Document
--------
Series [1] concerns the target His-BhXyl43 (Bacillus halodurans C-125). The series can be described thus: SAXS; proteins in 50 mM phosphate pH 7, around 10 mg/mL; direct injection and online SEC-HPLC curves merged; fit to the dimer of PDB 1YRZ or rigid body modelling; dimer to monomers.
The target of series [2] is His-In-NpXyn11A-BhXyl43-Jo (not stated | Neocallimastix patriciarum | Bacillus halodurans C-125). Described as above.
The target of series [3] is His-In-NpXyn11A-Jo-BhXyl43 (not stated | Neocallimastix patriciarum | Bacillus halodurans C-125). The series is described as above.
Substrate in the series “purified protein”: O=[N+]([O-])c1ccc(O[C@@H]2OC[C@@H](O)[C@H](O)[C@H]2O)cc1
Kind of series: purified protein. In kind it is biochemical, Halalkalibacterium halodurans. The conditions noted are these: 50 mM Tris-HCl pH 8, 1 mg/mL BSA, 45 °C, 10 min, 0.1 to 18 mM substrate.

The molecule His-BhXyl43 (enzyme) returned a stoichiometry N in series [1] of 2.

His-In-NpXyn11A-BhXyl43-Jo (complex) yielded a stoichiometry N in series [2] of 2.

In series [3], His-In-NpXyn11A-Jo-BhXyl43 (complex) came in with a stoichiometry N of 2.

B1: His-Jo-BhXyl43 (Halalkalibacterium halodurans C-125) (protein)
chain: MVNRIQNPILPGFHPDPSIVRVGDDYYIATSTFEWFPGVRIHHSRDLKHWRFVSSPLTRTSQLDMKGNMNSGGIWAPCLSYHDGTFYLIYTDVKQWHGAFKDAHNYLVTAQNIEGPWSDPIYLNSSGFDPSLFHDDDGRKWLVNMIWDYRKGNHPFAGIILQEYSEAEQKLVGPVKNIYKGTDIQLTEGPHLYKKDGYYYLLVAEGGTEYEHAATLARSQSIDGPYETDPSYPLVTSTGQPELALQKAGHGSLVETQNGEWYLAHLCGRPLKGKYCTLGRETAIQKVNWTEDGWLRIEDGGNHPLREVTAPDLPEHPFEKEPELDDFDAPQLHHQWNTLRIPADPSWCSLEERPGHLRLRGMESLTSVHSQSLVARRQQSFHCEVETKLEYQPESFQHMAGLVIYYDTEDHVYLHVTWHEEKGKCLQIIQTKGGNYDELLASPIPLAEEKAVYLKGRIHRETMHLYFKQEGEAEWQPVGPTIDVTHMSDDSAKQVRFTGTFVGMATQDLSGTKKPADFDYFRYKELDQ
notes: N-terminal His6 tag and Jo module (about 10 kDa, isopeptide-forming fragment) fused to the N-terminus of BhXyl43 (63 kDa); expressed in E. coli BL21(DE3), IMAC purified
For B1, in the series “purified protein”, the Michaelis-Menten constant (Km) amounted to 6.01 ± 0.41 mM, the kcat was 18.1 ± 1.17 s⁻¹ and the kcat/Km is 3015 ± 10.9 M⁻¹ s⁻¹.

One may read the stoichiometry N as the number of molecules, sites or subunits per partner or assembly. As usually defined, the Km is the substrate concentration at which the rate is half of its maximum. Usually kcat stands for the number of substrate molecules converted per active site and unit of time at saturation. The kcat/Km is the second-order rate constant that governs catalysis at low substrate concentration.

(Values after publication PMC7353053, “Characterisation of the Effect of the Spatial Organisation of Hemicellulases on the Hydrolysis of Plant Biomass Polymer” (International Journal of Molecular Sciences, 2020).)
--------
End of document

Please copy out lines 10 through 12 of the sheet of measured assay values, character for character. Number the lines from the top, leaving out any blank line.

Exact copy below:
chain: MVNRIQNPILPGFHPDPSIVRVGDDYYIATSTFEWFPGVRIHHSRDLKHWRFVSSPLTRTSQLDMKGNMNSGGIWAPCLSYHDGTFYLIYTDVKQWHGAFKDAHNYLVTAQNIEGPWSDPIYLNSSGFDPSLFHDDDGRKWLVNMIWDYRKGNHPFAGIILQEYSEAEQKLVGPVKNIYKGTDIQLTEGPHLYKKDGYYYLLVAEGGTEYEHAATLARSQSIDGPYETDPSYPLVTSTGQPELALQKAGHGSLVETQNGEWYLAHLCGRPLKGKYCTLGRETAIQKVNWTEDGWLRIEDGGNHPLREVTAPDLPEHPFEKEPELDDFDAPQLHHQWNTLRIPADPSWCSLEERPGHLRLRGMESLTSVHSQSLVARRQQSFHCEVETKLEYQPESFQHMAGLVIYYDTEDHVYLHVTWHEEKGKCLQIIQTKGGNYDELLASPIPLAEEKAVYLKGRIHRETMHLYFKQEGEAEWQPVGPTIDVTHMSDDSAKQVRFTGTFVGMATQDLSGTKKPADFDYFRYKELDQ
notes: N-terminal His6 tag and Jo module (about 10 kDa, isopeptide-forming fragment) fused to the N-terminus of BhXyl43 (63 kDa); expressed in E. coli BL21(DE3), IMAC purified
For B1, in the series “purified protein”, the Michaelis-Menten constant (Km) amounted to 6.01 ± 0.41 mM, the kcat was 18.1 ± 1.17 s⁻¹ and the kcat/Km is 3015 ± 10.9 M⁻¹ s⁻¹.